Brown plans troop withdrawal during 100 days to rise rating, Bush warned

Gordon Brown is planning to announce British troop withdrawals from Iraq during his first 100 days in power to boost his popularity in the opinion polls and Bush was warned of expected loss of main allly in US-led invasion in Iraq.

Brown plans troop withdrawal during 100 days to rise rating, Bush warned
British Gordon Brown is planning to announce British troop withdrawals from Iraq during his first 100 days in power to boost his popularity in the opinion polls and Bush was warned of expected loss of Washington's main allly in US-led invasion in Iraq, Telegraph reported on Sunday.

Gordon Brown is prepared to risk the future of the "special relationship" with the United States by reversing Tony Blair's support for the Iraq war, President George W Bush has been warned.

He has been briefed by White House officials to expect an announcement on British troop withdrawals from Mr Brown during his first 100 days in power. It would be designed to boost the new prime minister's popularity in the opinion polls.

The President recently discussed with a senior White House adviser how to handle the fallout from the expected loss of Washington's main ally in Iraq.

Details of the talks came as a close ally of Mr Brown called for a quicker withdrawal of British troops. Nigel Griffiths, a former minister, said: "We should get out of Iraq as soon as is practicable. We should consult the Iraqi government - but they cannot have a veto. This cannot be delayed."

Mr Griffiths, who resigned as deputy leader of the Commons this year over the decision to replace the Trident nuclear weapons system, spoke out as reports suggested that Mr Brown would use an early trip to Iraq to reassess Britain's role and accelerate the withdrawal. Revelation of the US fears will reinforce expectations in Westminster that Mr Brown will make a decisive break with Mr Blair's support for the war.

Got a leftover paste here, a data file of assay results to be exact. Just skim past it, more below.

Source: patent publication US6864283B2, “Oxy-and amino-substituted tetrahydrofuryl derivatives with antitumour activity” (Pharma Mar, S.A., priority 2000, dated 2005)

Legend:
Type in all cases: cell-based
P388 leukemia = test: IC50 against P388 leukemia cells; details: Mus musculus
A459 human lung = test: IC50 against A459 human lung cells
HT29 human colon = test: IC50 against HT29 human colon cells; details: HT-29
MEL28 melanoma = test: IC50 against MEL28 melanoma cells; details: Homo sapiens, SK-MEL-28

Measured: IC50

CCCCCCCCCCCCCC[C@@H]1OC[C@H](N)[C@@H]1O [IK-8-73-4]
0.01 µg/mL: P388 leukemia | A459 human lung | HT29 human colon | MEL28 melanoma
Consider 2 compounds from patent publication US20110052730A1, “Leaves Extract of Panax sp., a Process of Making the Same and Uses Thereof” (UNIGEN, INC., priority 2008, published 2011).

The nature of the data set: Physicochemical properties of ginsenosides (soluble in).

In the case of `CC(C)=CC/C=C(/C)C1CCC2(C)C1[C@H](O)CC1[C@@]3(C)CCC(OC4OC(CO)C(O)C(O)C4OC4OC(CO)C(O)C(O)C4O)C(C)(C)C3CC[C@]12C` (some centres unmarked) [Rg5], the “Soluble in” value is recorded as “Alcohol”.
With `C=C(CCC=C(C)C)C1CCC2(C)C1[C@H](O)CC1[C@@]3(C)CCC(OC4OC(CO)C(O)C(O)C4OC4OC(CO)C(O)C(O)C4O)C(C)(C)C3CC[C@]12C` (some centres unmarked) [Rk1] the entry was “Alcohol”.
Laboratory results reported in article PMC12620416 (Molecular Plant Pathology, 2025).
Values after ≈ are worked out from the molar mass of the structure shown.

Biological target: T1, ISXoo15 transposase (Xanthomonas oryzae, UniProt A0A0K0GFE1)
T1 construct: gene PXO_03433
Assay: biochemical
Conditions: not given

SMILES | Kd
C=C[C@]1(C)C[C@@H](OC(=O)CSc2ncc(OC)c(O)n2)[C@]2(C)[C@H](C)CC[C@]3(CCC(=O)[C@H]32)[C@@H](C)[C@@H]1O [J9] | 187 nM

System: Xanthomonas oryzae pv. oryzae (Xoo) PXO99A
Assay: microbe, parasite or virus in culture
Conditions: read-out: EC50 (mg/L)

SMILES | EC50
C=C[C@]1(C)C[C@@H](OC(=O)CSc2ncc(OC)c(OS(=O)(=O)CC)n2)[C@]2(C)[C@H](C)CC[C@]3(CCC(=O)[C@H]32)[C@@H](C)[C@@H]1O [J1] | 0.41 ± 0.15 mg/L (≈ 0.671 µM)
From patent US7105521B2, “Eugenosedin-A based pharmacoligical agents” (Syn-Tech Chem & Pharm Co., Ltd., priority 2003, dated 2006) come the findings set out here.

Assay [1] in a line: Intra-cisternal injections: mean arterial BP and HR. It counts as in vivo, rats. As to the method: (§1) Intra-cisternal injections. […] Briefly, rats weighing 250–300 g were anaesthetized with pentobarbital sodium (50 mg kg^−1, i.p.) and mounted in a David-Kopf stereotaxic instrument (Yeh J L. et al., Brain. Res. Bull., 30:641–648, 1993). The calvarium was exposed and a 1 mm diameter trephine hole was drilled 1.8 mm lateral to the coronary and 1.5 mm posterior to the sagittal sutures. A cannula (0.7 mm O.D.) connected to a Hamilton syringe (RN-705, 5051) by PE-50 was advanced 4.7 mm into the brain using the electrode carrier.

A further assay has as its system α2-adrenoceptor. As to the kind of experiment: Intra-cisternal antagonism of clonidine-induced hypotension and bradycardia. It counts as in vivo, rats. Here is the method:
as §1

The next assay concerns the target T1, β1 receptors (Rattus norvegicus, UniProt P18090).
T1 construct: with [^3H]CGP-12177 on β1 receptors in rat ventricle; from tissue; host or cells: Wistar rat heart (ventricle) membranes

During a surprise "farewell trip" to Iraq yesterday, Mr Blair suggested that his successor would continue his policy. Speaking shortly after a mortar attack by insurgents on Baghdad's fortified "green zone", the Prime Minister said: "I have no doubt at all that Britain will remain steadfast in its support for Iraq, for the Iraqi people and for the Iraqi government as it tries to make sure it overcomes the threat of "terrorism" and continues to make progress.

"The policy I pursue is one for the whole of the Government, so even when I leave government I am sure that support will continue."

However, it can be revealed that senior figures in the National Security Council, the Pentagon and the State Department in Washington have expressed fears about Mr Brown.

They believe that cordial relations between the two leaders will be "at an end" if the incoming premier plays "gesture politics" over Iraq.

One senior official said: "There is a sense of foreboding. We don't know if he will be there when we need him. We expect a gesture that will greatly weaken the United States government's position."

Mark Kirk, a Republican congressman who discussed Iraq policy at the White House last week, said: "The American view is that he's a much weaker political leader than Blair. There's the fear in Washington that he won't be as strong an ally."

President Bush's aides fear that Mr Brown will boost Democrats' demands for a timetable for a US pullout from Iraq and encourage wavering Republicans to defect - leaving the President more isolated.

Senator John Kerry, the Democratic presidential candidate in 2004 who sits on the Senate foreign affairs committee, said Mr Brown would support Democrats' calls for the Iraqi government to meet "benchmarks" for progress or for war funding to be cut off.

A source close to the Chancellor said last night: "These fears are unfounded. Gordon is a committed Atlanticist who wants to strengthen and deepen our ties with America around our shared values, and who wants to persuade the rest of Europe to work in closer co-operation with America."

The number of British troops in Iraq is being cut from 7,100 at the start of the year to 5,500 - but there is no official timetable for full-scale withdrawal.

Source:Telegraph
Last Mod: 20 Mayıs 2007, 14:26
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